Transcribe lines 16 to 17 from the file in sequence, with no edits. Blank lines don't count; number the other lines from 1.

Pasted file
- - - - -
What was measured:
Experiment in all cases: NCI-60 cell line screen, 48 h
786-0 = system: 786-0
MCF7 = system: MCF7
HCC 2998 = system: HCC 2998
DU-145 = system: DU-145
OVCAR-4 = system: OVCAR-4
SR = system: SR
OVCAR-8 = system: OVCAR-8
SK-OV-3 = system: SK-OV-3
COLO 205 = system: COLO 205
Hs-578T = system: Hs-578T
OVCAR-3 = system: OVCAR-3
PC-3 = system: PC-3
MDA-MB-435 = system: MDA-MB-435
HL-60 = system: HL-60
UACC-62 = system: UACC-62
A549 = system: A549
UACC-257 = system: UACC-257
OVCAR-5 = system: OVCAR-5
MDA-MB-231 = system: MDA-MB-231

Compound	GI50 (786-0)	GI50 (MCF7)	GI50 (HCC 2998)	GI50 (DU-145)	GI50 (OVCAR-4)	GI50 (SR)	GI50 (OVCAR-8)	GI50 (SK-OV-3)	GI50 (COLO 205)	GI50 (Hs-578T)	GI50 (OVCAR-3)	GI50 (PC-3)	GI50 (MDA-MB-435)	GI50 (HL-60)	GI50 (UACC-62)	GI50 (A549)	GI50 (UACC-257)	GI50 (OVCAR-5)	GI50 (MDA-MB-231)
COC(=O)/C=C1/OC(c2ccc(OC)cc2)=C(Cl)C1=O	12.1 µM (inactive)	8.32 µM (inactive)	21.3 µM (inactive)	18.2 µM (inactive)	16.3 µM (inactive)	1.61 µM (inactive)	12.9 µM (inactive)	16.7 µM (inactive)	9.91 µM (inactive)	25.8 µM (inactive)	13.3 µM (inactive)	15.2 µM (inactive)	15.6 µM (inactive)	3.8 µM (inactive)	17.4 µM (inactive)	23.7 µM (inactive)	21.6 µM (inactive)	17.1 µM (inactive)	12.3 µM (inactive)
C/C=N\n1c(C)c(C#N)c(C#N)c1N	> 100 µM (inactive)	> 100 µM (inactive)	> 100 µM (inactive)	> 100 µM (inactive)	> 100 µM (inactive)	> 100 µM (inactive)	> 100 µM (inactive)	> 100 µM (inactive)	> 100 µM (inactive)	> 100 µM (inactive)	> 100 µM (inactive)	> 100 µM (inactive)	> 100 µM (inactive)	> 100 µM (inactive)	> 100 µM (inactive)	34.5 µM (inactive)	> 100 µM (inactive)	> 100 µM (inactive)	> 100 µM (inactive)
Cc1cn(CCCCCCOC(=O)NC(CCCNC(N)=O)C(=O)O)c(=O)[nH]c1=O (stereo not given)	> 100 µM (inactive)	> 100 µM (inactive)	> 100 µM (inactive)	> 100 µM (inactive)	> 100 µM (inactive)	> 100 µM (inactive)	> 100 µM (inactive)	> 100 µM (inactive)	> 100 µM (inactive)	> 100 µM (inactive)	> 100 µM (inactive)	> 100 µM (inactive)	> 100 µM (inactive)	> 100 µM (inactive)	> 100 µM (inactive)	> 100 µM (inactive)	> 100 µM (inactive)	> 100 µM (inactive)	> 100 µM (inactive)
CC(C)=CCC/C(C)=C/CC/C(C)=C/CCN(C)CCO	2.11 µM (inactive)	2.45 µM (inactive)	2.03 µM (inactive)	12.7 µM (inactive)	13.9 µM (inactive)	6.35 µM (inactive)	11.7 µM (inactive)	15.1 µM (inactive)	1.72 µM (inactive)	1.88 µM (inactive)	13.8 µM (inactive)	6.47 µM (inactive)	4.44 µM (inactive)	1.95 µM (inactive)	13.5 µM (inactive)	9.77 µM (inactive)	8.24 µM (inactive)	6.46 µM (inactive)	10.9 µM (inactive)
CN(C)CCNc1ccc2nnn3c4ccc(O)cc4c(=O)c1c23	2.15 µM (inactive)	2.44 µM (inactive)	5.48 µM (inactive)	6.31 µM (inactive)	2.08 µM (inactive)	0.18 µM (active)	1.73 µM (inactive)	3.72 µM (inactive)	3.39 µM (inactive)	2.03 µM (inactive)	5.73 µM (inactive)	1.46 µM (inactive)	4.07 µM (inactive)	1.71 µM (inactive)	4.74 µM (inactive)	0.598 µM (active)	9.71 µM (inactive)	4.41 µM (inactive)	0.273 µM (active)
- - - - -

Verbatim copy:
HL-60 = system: HL-60
UACC-62 = system: UACC-62